The Moody Hancock
I took this dead-center approach to photographing the 62 story, 790 ft. Hancock Tower from across the Charles, on the Longfellow Bridge. I’ve been photographing the 1.3 billion dollar building (at its historically highest price point) for roughly 23 years. Hancock Tower is one of those buildings that seems to be visible every time you raise your camera skyward, in Boston.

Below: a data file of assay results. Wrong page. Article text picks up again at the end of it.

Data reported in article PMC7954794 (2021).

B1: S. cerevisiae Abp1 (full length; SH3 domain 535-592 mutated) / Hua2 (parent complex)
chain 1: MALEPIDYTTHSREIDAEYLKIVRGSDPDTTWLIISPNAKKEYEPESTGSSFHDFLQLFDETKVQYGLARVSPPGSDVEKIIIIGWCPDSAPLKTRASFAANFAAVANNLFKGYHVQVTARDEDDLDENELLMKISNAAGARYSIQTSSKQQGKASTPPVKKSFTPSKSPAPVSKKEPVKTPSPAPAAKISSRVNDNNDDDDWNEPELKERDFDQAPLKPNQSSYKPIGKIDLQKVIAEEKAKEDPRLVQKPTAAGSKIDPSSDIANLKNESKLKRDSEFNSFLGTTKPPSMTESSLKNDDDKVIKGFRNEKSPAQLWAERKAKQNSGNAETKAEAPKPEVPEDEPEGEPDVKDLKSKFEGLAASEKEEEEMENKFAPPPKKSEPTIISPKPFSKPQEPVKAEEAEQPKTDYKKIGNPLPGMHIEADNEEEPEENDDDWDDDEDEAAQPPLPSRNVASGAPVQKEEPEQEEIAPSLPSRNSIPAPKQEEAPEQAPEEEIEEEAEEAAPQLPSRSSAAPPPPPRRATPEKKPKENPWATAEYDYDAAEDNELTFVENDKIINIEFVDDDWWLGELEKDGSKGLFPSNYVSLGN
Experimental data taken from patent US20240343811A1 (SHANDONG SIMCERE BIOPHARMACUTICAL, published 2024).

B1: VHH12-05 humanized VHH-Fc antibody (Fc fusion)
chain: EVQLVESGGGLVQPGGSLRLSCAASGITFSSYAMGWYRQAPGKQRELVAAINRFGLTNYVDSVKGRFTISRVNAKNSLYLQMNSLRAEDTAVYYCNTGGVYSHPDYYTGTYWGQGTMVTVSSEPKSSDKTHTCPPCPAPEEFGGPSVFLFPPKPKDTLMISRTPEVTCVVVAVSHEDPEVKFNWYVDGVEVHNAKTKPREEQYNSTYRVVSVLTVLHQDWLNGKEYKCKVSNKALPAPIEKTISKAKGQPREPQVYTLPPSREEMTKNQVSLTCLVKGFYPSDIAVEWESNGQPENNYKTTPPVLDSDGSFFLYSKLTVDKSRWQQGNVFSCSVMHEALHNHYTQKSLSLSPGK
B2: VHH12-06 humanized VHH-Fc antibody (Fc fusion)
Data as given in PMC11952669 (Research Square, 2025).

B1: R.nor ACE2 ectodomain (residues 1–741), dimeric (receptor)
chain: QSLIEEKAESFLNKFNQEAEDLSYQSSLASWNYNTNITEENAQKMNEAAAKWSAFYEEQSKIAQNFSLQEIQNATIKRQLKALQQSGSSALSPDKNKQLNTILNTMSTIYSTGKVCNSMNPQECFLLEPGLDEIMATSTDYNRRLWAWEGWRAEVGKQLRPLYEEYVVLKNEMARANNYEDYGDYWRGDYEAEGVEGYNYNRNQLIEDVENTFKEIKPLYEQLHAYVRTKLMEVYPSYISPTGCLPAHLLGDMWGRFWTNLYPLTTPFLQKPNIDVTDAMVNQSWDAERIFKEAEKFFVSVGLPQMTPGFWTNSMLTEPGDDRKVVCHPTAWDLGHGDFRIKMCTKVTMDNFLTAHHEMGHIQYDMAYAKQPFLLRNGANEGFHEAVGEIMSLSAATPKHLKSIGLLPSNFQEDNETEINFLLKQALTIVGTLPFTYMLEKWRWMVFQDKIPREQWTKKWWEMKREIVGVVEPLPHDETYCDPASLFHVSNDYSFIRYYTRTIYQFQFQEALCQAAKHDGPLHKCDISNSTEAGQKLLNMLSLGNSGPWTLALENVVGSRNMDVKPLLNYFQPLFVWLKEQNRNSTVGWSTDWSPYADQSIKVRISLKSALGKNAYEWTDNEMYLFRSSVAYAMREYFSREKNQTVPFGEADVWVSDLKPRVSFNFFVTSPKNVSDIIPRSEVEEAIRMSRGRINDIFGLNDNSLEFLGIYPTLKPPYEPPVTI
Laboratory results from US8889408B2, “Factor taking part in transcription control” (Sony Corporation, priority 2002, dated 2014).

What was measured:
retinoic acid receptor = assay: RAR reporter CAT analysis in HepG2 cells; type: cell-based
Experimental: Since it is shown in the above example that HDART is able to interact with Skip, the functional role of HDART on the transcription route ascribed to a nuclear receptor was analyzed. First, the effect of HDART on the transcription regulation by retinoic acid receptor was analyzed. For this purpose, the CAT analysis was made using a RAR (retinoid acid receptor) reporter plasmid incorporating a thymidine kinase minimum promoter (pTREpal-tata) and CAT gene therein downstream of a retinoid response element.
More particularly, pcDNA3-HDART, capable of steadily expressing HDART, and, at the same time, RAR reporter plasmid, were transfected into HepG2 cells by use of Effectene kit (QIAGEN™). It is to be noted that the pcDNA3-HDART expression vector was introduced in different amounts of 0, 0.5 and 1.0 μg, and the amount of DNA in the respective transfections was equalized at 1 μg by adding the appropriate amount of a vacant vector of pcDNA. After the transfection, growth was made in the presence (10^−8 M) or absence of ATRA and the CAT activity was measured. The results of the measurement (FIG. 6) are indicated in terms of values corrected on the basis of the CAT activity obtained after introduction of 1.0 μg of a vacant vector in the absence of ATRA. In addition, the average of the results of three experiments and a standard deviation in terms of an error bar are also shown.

It is said Hancock Tower was envisioned as a minimalist design. Yet, the original plans had to be modified to prevent the tower from casting its shadow on Boston’s Trinity Church, a National Historic Landmark. The building’s designer Henry N. Cobb, added a geometric modernist twist by using a parallelogram shape for the tower floor plan. From the most common views, this design makes the corners of the tower appear very sharp. The highly reflective window glass is tinted slightly blue, which results in the tower having only a slight contrast with the sky on a clear day. As a final modernist touch, the short sides of the parallelogram are marked with a deep vertical notch, breaking up the tower’s mass and emphasizing its verticality. In late evening, the vertical notch to the northwest catches the last light of the sky, while the larger portions of glass reflect the darkening sky.